Here Is NYC's Draft Plan To Build Four Jails And Shut Down Rikers Island

New York City Mayor Bill de Blasio and Council Speaker Melissa Mark-Viverito announce the closure of RIkers Island over a 10 year period on Friday, March 31st, 2017.
Dashed Arrow
New York City Mayor Bill de Blasio and Council Speaker Melissa Mark-Viverito announce the closure of RIkers Island over a 10 year period on Friday, March 31st, 2017. Edwin J. Torres / Mayor's Office

Without much fanfare, on Wednesday the de Blasio administration released its draft plan to build four borough-based jails as part of its initiative to close the violence-plagued facilities on Rikers Island over the next decade.

Each of the facilities in the Bronx, Brooklyn, Queens, and Manhattan would be built to hold around 1,500 detainees, which reflects the need, first outlined in the Lippmann Commission report from last year, for the City to reduce its total jails population to around 5,000 people for the plan to succeed. The site in the Bronx may contain 234 housing units, some of them affordable.

When Mayor Bill de Blasio took office, the jails population was at 11,000; last year it dipped to 9,400, and this past May it stood at 8,485. The goal is to have that number down to 7,000 by 2022, and 5,000 by 2027.

Brandon Holmes, the campaign coordinator for the #CloseRikers campaign at JustLeadershipUSA, an advocacy group dedicated to halving the country's prison population by 2030, said that while the plans for the individual jails were a step in the right direction, "it's kind of like putting the cart before the horse."

"We need to be focused on decarceration, and how we reach that 5,000, before we address these other issues," Holmes told Gothamist. "The Mayor's Office has failed to bring all the stakeholders and agencies it oversees together to make this happen."

Holmes pointed to the NYPD's insistence on continuing the policies of Broken Windows policing—cracking down on low-level offenses like turnstile jumping, public urination, and marijuana possession, and the reluctance of the district attorneys in Queens, the Bronx, and Staten Island to move towards policies of not prosecuting those low-level offenses, as major obstacles to reducing the population of people who are awaiting trial, and haven't been convicted of a crime.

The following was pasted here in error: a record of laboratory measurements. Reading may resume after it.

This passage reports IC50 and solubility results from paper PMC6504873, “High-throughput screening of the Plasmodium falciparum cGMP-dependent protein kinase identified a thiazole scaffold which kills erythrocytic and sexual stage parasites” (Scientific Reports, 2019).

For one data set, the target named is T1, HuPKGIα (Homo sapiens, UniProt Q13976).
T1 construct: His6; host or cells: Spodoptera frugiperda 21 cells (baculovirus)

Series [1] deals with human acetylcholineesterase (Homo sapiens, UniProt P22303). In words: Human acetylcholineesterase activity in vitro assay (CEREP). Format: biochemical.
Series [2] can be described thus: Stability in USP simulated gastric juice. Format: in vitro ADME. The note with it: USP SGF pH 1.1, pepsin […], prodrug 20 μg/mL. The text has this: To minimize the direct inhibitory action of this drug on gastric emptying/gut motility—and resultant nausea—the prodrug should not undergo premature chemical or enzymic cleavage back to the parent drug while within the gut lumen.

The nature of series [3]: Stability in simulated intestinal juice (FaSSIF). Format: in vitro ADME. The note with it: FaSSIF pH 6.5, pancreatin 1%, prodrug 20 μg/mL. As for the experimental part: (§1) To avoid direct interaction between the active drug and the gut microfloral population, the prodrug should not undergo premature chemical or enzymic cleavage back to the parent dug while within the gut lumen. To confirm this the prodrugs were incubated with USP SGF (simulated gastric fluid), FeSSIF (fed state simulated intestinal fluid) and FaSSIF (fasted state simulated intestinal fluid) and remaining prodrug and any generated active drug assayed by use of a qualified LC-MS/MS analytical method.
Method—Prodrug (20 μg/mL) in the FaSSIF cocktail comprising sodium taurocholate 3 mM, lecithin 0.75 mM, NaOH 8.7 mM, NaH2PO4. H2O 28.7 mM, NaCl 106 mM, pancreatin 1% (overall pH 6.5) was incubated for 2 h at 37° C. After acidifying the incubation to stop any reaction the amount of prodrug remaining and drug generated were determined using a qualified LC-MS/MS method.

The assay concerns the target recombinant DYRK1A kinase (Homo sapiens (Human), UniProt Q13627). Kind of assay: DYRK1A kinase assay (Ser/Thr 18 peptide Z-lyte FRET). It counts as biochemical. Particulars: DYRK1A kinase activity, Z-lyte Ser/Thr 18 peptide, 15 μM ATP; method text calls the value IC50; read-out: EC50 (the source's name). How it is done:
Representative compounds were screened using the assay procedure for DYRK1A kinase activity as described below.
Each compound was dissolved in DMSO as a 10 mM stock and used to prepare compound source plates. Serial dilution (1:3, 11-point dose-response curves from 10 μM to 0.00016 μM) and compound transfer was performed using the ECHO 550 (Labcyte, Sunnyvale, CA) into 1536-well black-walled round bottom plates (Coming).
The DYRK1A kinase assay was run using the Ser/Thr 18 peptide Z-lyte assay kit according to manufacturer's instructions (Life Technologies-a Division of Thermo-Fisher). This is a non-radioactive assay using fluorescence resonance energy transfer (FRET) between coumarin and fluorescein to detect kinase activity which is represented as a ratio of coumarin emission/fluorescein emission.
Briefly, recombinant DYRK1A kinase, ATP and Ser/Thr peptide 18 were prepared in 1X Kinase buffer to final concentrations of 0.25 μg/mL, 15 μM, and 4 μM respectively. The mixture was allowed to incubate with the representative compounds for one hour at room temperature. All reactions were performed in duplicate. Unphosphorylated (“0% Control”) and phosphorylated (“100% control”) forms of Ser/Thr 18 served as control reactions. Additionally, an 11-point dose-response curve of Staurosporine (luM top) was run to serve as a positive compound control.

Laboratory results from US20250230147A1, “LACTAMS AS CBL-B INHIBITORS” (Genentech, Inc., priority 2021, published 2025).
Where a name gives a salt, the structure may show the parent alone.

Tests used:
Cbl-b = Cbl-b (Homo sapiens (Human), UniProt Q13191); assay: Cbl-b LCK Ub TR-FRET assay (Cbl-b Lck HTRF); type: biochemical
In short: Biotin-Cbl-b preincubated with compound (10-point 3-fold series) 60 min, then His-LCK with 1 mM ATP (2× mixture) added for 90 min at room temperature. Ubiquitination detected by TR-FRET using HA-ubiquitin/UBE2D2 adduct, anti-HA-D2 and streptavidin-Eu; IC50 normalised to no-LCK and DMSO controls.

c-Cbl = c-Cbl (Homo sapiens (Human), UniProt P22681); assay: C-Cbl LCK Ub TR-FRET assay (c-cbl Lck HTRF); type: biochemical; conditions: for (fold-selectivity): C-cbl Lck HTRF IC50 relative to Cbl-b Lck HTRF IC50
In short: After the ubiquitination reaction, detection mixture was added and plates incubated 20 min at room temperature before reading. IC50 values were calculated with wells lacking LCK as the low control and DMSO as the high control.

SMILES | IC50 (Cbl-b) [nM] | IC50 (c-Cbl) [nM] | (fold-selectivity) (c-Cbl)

"If the communities don't understand that we are decarcerating, everyone is just going to say, 'Oh, there's a jail coming to my community, I don't like that.'"

Juan Cartagena, the president and general counsel for LatinoJustice PRLDEF, a national civil rights public interest law office, agreed.

"I don't think the City or the mayor is doing enough to [close Rikers Island], but nor is the governor. They are not in sync," Cartagena, who was a member of the Lippmann Commission, told Gothamist.

"The one that we don't talk about enough is Albany. They definitely have to reduce some of the engines of minor infractions—marijuana legalization. They have to increase case processing times, they have to provide clear avenues for better discovery so criminal defense attorneys can actually have all the knowledge to best represent their clients. Plus the elimination of cash bail," Cartagena said.

Stanley Richards, the executive vice president of the Fortune Society, who helped lay out the administration's plan to reporters at a briefing on Wednesday, said he understood those concerns, "but we can't let perfect be the enemy of good."

"We have enough momentum right now that we need to be moving, that 5,000 figure is non-negotiable. And at some point it will require the state to come to the table, it will require the mayor to continue to move, and he's doing it," Richards said.